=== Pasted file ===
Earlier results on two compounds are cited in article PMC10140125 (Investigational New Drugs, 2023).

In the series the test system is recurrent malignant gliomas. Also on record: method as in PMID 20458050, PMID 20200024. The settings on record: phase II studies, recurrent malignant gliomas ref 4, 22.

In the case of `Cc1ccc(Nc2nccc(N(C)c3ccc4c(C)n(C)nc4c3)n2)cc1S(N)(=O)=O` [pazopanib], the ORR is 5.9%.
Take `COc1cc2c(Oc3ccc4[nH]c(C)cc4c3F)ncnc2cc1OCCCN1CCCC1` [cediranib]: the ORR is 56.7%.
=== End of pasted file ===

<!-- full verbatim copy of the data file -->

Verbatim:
Earlier results on two compounds are cited in article PMC10140125 (Investigational New Drugs, 2023).

In the series the test system is recurrent malignant gliomas. Also on record: method as in PMID 20458050, PMID 20200024. The settings on record: phase II studies, recurrent malignant gliomas ref 4, 22.

In the case of `Cc1ccc(Nc2nccc(N(C)c3ccc4c(C)n(C)nc4c3)n2)cc1S(N)(=O)=O` [pazopanib], the ORR is 5.9%.
Take `COc1cc2c(Oc3ccc4[nH]c(C)cc4c3F)ncnc2cc1OCCCN1CCCC1` [cediranib]: the ORR is 56.7%.